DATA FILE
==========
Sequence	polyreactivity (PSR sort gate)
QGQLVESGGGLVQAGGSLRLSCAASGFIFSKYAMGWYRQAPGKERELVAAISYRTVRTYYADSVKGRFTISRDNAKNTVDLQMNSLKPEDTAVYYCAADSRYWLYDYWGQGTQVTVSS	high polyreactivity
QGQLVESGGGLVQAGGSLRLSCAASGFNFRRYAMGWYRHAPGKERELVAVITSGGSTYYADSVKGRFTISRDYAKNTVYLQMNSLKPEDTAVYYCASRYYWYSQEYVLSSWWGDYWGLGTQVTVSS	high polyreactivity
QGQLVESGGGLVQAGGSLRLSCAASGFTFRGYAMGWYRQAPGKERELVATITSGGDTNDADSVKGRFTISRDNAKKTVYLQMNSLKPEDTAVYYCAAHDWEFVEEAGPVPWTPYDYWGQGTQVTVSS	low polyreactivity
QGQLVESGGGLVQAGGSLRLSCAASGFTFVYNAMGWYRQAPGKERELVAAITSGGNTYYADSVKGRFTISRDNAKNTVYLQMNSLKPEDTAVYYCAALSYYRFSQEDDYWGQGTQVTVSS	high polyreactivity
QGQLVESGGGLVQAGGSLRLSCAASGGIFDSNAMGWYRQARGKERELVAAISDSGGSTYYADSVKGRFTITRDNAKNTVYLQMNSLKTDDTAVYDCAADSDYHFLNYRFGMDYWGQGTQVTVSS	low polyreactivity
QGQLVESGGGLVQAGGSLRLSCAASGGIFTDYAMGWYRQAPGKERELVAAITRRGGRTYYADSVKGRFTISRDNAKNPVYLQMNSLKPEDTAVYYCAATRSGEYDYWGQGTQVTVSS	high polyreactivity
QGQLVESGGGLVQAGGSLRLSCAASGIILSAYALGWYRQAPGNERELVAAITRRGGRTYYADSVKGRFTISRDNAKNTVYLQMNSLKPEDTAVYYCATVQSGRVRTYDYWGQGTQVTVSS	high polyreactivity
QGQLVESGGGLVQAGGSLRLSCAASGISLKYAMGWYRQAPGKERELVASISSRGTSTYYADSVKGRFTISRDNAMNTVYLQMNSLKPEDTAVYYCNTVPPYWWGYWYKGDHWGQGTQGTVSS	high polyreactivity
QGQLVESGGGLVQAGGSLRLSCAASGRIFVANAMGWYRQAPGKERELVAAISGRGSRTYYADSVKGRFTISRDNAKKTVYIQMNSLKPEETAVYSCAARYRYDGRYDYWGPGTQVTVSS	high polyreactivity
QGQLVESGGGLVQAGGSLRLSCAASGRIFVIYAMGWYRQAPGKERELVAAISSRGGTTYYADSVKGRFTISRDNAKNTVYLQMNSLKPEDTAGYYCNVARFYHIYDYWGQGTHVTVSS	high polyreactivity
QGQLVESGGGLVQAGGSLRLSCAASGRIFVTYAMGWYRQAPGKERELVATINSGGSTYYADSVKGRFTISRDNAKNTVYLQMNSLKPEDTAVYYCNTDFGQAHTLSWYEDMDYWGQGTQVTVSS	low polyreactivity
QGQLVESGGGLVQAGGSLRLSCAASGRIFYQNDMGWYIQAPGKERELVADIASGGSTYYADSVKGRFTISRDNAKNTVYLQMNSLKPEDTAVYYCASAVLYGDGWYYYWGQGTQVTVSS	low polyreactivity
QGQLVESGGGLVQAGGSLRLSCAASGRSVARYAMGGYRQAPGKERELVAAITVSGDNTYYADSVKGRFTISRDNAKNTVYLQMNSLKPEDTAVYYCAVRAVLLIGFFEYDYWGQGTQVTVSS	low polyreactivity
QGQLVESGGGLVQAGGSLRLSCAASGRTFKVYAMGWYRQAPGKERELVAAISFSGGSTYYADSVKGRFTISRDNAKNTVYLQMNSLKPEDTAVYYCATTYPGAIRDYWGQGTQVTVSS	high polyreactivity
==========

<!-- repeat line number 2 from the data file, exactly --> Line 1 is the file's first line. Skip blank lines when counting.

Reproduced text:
QGQLVESGGGLVQAGGSLRLSCAASGFIFSKYAMGWYRQAPGKERELVAAISYRTVRTYYADSVKGRFTISRDNAKNTVDLQMNSLKPEDTAVYYCAADSRYWLYDYWGQGTQVTVSS	high polyreactivity